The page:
Dianna: The ‘moment’ was very compelling for me. Homelessness is a crisis for anyone experiencing it, but in the past 3-5 years, especially after the camping ban was rescinded in 2019, it has become more visible and more of a pain point. But we as a city are well positioned to do something about it.

 

Robyn: Where are the new resources/money/political will coming from that will make the Summit goals possible?

Dianna: The city was already doing a lot but not articulating it well. The Downtown Austin Alliance and Chamber had already started planning the Summit when I started this job. The goal is to increase by 3,000 (over the next three years) the number of people we house, beyond the 1700-1800 people we rehouse each year already. We need to be serious about equity; African Americans are less than 10% of the local population but 35% of those experiencing homelessness.

-We identified a gap of $300 million we would need over the next 3 years. The City of Austin has committed $100 million and is talking with Travis County about the need to match that. That leaves $100 million to raise in private funds.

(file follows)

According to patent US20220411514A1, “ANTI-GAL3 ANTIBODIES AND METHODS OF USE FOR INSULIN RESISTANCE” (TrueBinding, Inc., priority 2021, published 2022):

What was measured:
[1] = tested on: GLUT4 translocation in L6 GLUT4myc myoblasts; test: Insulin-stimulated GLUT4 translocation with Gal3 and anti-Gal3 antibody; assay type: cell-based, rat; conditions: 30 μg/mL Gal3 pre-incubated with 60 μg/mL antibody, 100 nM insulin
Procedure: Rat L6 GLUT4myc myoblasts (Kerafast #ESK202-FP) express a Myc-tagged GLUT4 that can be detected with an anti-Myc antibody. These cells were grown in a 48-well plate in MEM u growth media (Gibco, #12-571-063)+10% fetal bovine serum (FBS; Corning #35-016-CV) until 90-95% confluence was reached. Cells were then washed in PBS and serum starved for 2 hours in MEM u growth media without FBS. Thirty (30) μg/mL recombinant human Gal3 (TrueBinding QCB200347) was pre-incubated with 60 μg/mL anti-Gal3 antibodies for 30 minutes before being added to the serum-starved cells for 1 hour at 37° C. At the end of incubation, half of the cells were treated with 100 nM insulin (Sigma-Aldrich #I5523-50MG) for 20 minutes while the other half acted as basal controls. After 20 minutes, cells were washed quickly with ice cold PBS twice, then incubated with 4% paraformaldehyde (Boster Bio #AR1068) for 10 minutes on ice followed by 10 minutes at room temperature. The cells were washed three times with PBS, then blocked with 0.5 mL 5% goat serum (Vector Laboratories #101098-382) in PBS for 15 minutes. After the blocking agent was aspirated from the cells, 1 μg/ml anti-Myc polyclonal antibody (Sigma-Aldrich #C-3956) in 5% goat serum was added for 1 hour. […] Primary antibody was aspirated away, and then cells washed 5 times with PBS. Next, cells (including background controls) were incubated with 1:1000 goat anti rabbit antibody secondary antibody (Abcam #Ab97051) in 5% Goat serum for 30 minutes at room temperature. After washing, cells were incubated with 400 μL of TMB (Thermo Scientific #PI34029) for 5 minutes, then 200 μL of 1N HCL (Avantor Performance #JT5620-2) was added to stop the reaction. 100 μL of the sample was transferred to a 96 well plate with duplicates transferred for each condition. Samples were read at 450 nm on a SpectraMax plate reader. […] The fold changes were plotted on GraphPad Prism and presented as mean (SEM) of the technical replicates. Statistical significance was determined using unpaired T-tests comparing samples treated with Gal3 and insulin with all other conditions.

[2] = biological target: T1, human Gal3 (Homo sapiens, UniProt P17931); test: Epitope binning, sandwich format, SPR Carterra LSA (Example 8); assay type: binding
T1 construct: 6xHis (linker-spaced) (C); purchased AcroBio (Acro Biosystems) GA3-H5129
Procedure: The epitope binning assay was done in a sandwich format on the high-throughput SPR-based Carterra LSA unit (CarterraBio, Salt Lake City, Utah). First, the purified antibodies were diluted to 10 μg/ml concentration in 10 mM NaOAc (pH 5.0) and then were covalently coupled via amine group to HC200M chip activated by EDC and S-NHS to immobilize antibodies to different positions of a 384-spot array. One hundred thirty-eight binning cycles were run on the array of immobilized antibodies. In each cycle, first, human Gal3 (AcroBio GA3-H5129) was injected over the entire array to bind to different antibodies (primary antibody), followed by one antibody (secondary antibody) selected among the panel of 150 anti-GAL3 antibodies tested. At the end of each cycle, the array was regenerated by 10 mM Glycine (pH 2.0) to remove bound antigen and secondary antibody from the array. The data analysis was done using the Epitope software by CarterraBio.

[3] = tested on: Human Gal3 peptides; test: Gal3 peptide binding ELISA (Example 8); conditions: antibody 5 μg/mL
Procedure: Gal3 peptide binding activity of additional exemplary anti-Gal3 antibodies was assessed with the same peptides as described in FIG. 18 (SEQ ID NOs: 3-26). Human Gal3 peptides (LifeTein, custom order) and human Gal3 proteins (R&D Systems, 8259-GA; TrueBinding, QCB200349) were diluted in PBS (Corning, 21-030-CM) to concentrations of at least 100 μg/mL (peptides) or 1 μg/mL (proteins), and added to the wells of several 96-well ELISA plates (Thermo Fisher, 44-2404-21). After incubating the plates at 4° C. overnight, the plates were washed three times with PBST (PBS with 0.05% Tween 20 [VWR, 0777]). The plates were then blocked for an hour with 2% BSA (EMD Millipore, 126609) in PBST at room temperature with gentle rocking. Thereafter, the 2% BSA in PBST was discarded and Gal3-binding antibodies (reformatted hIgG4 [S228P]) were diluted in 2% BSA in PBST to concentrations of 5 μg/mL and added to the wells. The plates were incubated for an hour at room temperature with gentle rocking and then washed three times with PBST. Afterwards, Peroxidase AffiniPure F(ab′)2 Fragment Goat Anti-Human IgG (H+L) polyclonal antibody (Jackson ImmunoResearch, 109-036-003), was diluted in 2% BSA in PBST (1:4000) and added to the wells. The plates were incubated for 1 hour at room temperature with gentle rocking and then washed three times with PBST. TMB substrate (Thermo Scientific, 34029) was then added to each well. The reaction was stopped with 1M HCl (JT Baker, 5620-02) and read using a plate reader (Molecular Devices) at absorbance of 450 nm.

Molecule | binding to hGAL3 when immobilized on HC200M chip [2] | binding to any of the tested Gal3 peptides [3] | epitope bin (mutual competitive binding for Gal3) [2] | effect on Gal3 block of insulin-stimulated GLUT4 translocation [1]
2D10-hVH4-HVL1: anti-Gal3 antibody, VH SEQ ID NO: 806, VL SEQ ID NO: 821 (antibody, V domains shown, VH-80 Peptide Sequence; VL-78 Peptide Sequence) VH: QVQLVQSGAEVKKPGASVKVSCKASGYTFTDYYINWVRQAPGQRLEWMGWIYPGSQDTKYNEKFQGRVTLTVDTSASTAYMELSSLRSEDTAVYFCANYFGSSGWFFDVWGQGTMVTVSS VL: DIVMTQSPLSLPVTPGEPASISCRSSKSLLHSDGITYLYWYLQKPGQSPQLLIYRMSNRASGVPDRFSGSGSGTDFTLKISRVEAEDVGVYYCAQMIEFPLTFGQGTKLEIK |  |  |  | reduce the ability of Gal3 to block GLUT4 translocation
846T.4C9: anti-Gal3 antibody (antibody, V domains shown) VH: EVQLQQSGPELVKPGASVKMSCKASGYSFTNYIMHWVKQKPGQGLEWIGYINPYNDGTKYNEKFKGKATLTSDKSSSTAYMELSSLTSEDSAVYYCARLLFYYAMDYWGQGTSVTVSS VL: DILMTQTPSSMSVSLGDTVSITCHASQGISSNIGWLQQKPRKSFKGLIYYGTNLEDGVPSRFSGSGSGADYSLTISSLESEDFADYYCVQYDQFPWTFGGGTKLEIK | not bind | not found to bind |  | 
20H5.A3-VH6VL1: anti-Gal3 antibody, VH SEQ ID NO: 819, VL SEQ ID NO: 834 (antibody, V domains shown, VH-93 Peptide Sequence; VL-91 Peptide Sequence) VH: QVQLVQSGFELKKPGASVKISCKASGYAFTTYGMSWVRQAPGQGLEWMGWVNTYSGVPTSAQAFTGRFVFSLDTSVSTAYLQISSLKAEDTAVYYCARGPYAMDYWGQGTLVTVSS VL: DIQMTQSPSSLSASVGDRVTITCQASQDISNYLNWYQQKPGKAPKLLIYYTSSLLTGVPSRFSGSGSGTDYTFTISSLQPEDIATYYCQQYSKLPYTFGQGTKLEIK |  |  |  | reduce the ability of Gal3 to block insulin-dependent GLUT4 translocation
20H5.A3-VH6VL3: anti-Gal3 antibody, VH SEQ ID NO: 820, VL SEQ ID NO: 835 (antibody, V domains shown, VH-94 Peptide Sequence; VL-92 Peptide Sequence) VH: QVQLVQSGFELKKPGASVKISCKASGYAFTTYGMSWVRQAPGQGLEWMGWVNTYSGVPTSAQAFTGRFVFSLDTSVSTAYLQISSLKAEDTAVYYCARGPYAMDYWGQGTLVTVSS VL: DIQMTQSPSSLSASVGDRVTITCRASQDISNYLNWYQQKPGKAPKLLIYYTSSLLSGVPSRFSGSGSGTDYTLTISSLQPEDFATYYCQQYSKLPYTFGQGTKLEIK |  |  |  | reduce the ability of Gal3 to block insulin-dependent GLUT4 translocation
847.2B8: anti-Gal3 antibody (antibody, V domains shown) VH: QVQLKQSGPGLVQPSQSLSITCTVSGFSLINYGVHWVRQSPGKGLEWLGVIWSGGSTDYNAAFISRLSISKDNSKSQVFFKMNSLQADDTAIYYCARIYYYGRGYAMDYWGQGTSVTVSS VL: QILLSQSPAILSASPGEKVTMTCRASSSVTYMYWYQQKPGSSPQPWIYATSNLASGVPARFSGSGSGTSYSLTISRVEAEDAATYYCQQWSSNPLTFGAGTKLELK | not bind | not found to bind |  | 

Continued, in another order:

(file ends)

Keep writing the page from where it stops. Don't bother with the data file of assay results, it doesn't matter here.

Questions from attendees

Linda Guerrero: Is the motel at I-35 and 32nd “bridge housing”? What is its capacity, and are people asked to share rooms? Are social work and medical staff available?

Dianna: That Days Inn was a ProLodge through early June and has been vacant since then. We do generally have operations and case management staff on site. At Southbridge, residents are immediately connected with a case worker whose job is to get them into permanent housing.